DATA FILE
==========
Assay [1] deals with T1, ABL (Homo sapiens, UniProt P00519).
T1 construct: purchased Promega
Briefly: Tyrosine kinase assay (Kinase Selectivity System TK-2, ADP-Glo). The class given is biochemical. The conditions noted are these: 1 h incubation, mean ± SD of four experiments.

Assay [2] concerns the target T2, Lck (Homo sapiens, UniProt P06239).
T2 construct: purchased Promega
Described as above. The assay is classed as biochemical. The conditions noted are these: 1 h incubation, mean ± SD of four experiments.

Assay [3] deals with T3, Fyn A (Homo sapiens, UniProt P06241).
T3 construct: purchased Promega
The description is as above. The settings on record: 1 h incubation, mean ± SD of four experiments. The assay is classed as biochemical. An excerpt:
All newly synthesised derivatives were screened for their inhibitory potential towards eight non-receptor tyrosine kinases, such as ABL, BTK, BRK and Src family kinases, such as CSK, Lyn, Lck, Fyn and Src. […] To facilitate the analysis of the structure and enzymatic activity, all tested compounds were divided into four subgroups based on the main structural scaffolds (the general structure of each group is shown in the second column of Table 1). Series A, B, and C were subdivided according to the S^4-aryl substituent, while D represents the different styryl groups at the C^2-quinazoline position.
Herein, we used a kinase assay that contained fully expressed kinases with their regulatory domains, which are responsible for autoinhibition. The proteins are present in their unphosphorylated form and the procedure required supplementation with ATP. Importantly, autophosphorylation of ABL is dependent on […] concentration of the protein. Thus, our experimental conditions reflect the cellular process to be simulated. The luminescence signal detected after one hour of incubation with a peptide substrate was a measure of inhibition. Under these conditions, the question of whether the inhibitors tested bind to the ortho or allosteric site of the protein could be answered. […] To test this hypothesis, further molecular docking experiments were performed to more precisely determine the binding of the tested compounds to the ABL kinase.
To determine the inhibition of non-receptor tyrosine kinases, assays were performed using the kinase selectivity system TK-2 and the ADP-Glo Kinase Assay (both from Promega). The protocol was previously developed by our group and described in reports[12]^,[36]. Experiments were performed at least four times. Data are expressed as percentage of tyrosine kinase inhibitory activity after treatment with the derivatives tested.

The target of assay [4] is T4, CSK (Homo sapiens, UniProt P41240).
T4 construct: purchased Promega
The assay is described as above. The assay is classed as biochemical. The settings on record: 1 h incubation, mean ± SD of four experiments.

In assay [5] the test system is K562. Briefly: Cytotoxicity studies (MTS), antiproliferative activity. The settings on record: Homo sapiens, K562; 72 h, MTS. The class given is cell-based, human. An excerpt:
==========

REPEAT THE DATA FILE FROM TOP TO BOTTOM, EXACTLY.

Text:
Assay [1] deals with T1, ABL (Homo sapiens, UniProt P00519).
T1 construct: purchased Promega
Briefly: Tyrosine kinase assay (Kinase Selectivity System TK-2, ADP-Glo). The class given is biochemical. The conditions noted are these: 1 h incubation, mean ± SD of four experiments.

Assay [2] concerns the target T2, Lck (Homo sapiens, UniProt P06239).
T2 construct: purchased Promega
Described as above. The assay is classed as biochemical. The conditions noted are these: 1 h incubation, mean ± SD of four experiments.

Assay [3] deals with T3, Fyn A (Homo sapiens, UniProt P06241).
T3 construct: purchased Promega
The description is as above. The settings on record: 1 h incubation, mean ± SD of four experiments. The assay is classed as biochemical. An excerpt:
All newly synthesised derivatives were screened for their inhibitory potential towards eight non-receptor tyrosine kinases, such as ABL, BTK, BRK and Src family kinases, such as CSK, Lyn, Lck, Fyn and Src. […] To facilitate the analysis of the structure and enzymatic activity, all tested compounds were divided into four subgroups based on the main structural scaffolds (the general structure of each group is shown in the second column of Table 1). Series A, B, and C were subdivided according to the S^4-aryl substituent, while D represents the different styryl groups at the C^2-quinazoline position.
Herein, we used a kinase assay that contained fully expressed kinases with their regulatory domains, which are responsible for autoinhibition. The proteins are present in their unphosphorylated form and the procedure required supplementation with ATP. Importantly, autophosphorylation of ABL is dependent on […] concentration of the protein. Thus, our experimental conditions reflect the cellular process to be simulated. The luminescence signal detected after one hour of incubation with a peptide substrate was a measure of inhibition. Under these conditions, the question of whether the inhibitors tested bind to the ortho or allosteric site of the protein could be answered. […] To test this hypothesis, further molecular docking experiments were performed to more precisely determine the binding of the tested compounds to the ABL kinase.
To determine the inhibition of non-receptor tyrosine kinases, assays were performed using the kinase selectivity system TK-2 and the ADP-Glo Kinase Assay (both from Promega). The protocol was previously developed by our group and described in reports[12]^,[36]. Experiments were performed at least four times. Data are expressed as percentage of tyrosine kinase inhibitory activity after treatment with the derivatives tested.

The target of assay [4] is T4, CSK (Homo sapiens, UniProt P41240).
T4 construct: purchased Promega
The assay is described as above. The assay is classed as biochemical. The settings on record: 1 h incubation, mean ± SD of four experiments.

In assay [5] the test system is K562. Briefly: Cytotoxicity studies (MTS), antiproliferative activity. The settings on record: Homo sapiens, K562; 72 h, MTS. The class given is cell-based, human. An excerpt: